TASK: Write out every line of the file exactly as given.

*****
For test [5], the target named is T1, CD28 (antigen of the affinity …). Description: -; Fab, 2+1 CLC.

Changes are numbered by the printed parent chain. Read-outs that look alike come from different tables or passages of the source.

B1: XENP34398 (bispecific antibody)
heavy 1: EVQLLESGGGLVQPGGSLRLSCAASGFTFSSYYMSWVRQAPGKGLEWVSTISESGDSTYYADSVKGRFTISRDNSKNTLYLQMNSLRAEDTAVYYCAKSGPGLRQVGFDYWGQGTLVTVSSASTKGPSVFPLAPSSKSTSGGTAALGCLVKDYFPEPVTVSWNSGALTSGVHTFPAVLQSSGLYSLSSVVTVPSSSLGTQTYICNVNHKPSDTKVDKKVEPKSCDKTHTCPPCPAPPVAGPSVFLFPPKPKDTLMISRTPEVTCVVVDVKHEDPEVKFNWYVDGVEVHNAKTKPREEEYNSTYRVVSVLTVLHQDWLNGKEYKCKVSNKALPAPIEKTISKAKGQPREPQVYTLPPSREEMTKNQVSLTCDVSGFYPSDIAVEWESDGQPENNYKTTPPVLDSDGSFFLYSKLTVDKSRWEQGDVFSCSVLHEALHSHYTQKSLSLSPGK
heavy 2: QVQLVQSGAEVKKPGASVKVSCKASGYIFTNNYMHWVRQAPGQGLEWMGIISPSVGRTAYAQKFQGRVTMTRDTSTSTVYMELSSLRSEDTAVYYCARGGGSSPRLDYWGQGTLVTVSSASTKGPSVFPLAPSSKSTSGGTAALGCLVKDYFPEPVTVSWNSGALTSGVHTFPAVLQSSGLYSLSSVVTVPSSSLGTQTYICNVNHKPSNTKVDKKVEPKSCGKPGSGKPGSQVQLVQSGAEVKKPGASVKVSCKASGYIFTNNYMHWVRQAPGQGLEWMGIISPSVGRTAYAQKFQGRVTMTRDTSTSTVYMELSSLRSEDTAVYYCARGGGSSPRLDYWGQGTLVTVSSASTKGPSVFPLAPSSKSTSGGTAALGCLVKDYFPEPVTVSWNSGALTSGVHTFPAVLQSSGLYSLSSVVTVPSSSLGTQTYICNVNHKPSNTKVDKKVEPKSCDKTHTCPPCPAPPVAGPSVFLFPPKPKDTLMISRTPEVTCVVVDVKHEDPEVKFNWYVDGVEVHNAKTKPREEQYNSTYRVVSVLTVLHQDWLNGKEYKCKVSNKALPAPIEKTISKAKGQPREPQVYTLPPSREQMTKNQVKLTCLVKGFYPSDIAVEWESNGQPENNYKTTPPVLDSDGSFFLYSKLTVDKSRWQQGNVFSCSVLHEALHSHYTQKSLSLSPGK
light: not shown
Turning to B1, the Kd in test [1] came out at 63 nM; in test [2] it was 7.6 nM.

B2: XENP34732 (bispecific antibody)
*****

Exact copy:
For test [5], the target named is T1, CD28 (antigen of the affinity …). Description: -; Fab, 2+1 CLC.

Changes are numbered by the printed parent chain. Read-outs that look alike come from different tables or passages of the source.

B1: XENP34398 (bispecific antibody)
heavy 1: EVQLLESGGGLVQPGGSLRLSCAASGFTFSSYYMSWVRQAPGKGLEWVSTISESGDSTYYADSVKGRFTISRDNSKNTLYLQMNSLRAEDTAVYYCAKSGPGLRQVGFDYWGQGTLVTVSSASTKGPSVFPLAPSSKSTSGGTAALGCLVKDYFPEPVTVSWNSGALTSGVHTFPAVLQSSGLYSLSSVVTVPSSSLGTQTYICNVNHKPSDTKVDKKVEPKSCDKTHTCPPCPAPPVAGPSVFLFPPKPKDTLMISRTPEVTCVVVDVKHEDPEVKFNWYVDGVEVHNAKTKPREEEYNSTYRVVSVLTVLHQDWLNGKEYKCKVSNKALPAPIEKTISKAKGQPREPQVYTLPPSREEMTKNQVSLTCDVSGFYPSDIAVEWESDGQPENNYKTTPPVLDSDGSFFLYSKLTVDKSRWEQGDVFSCSVLHEALHSHYTQKSLSLSPGK
heavy 2: QVQLVQSGAEVKKPGASVKVSCKASGYIFTNNYMHWVRQAPGQGLEWMGIISPSVGRTAYAQKFQGRVTMTRDTSTSTVYMELSSLRSEDTAVYYCARGGGSSPRLDYWGQGTLVTVSSASTKGPSVFPLAPSSKSTSGGTAALGCLVKDYFPEPVTVSWNSGALTSGVHTFPAVLQSSGLYSLSSVVTVPSSSLGTQTYICNVNHKPSNTKVDKKVEPKSCGKPGSGKPGSQVQLVQSGAEVKKPGASVKVSCKASGYIFTNNYMHWVRQAPGQGLEWMGIISPSVGRTAYAQKFQGRVTMTRDTSTSTVYMELSSLRSEDTAVYYCARGGGSSPRLDYWGQGTLVTVSSASTKGPSVFPLAPSSKSTSGGTAALGCLVKDYFPEPVTVSWNSGALTSGVHTFPAVLQSSGLYSLSSVVTVPSSSLGTQTYICNVNHKPSNTKVDKKVEPKSCDKTHTCPPCPAPPVAGPSVFLFPPKPKDTLMISRTPEVTCVVVDVKHEDPEVKFNWYVDGVEVHNAKTKPREEQYNSTYRVVSVLTVLHQDWLNGKEYKCKVSNKALPAPIEKTISKAKGQPREPQVYTLPPSREQMTKNQVKLTCLVKGFYPSDIAVEWESNGQPENNYKTTPPVLDSDGSFFLYSKLTVDKSRWQQGNVFSCSVLHEALHSHYTQKSLSLSPGK
light: not shown
Turning to B1, the Kd in test [1] came out at 63 nM; in test [2] it was 7.6 nM.

B2: XENP34732 (bispecific antibody)